Wednesday, October 14, 2015

Can Klopp Save Liverpool?

By Justin Sherman (@JShermOfficial)

Liverpool and its supporters live by the slogan “you’ll never walk alone,“ but for many of the club’s managers, that motto has’t quite matched reality.

Another season arrived, and with it came the hefty expectations of a club trying desperately to recapture past glory days gone by. The Brendan Rodgers era officially ended last week as the board (led by Fenway Sports Group and founder John Henry) decided to sack the Irishman just 11 games into the campaign. Despite splashing out $123 million in the summer transfer window, Liverpool has only managed to win four games thus far in 2015.

Rodgers was appointed boss in 2012, succeeding club legend Kenny Dalglish. His tenure started with promise, as he led the club to a seventh placed finish in his first season, one better than the previous, before leading an unexpected second place finish the following season, earning a return to the Champions League for the first time in five years. His side scored 101 goals while boasting a staggering goal differential of +51.

The last twelve months have been another story altogether. Luis Suarez departed for Barcelona, seemingly taking all of the club’s goals with him, as Liverpool finished 6th in the table with a goal differential of just +4. Lost was the aggressive style of play, consisting of buzzsaw defending and free flowing passing, that not only capturing the hearts of Liverpool supporters, but fans of soccer worldwide. Rodgers instead leaves the club as the first manager not to have won a trophy in three full seasons in charge since the 1950s.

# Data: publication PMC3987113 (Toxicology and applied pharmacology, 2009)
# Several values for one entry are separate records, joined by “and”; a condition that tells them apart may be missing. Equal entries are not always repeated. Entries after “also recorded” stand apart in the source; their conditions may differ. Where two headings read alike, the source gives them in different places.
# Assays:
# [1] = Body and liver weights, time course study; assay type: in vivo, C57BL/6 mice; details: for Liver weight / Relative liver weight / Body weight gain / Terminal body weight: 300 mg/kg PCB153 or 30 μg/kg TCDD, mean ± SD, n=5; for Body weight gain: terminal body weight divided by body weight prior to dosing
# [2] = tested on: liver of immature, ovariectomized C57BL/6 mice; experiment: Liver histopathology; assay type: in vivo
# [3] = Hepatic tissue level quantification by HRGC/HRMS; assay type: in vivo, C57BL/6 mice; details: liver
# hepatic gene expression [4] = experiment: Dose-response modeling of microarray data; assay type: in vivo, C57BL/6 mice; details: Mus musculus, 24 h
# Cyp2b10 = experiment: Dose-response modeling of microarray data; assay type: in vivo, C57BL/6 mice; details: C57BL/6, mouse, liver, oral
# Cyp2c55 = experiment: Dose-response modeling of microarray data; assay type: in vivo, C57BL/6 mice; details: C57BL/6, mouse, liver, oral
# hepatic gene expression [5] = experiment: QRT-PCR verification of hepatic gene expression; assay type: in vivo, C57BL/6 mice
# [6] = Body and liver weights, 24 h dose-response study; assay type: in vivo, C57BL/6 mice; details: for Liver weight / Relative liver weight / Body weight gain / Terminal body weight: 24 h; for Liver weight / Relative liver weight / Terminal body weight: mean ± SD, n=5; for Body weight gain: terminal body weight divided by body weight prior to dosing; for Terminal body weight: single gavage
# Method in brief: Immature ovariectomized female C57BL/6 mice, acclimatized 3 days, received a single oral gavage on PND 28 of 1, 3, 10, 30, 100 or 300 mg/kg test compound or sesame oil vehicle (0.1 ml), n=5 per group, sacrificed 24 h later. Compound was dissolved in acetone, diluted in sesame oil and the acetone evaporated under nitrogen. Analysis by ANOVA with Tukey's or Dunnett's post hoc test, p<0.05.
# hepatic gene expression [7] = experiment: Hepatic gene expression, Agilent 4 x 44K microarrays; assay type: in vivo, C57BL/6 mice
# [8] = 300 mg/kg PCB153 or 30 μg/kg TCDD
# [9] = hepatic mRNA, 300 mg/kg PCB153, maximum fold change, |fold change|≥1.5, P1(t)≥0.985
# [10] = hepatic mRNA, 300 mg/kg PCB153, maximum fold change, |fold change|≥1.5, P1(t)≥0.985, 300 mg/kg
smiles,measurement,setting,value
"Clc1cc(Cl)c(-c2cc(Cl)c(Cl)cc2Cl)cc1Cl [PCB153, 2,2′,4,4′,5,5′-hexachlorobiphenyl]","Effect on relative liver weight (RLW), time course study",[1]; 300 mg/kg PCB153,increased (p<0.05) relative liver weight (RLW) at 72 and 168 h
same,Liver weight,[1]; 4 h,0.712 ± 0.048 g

In comes shiny new toy Jurgen Klopp, with renewed expectation and limitless dreams.

Ownership even went as far as issuing a line of merchandise devoted to the German within 24 hours of his appointment as manager. For many, the adulation and anticipation is warranted. Klopp comes over only four months into a sabbatical after seven years with German side Borussia Dortmund. While there he won two Bundesliga titles, a DFB-Pokal, three DFL-Supercups, with a runners-up finish in the Champions League.

Still, despite all that success, looking across the coaches box at Jose Mourinho is a tad bit different than Martin Schmidt. To Klopp’s credit, this is something he understands, saying as much in his introductory press conference.

“There is no doubt, this is a huge challenge, for me and my coaching team,” Klopp said. “We knew that full well [when we accepted the job]. Liverpool have not had any success for a long time and they’ve changed the manager all the time. And now they have appointed a German who is no miracle worker. Progress is not possible without a bit of time.” 

Time he may have, but a lot of it may be asking too much. Liverpool have not won a league title since the 1989-90 season, or silverware of any kind since the 2011-12 campaign when they captured the Capital One Cup. Klopp is the best hire Liverpool could have made, but the desire for a savior is powerful and dangerous.

Untempered belief fosters overreaction when the desired standards are not reached. The amount of anger- at least on social media- of Liverpool fans got downright scary towards the end of Rodgers’ tenure.

For now, Jurgen Klopp is the cute new girl at your high school that every guy wants to chat with. With just a little time and patience, a true connection is something that can be achieved to the benefit of everyone. 

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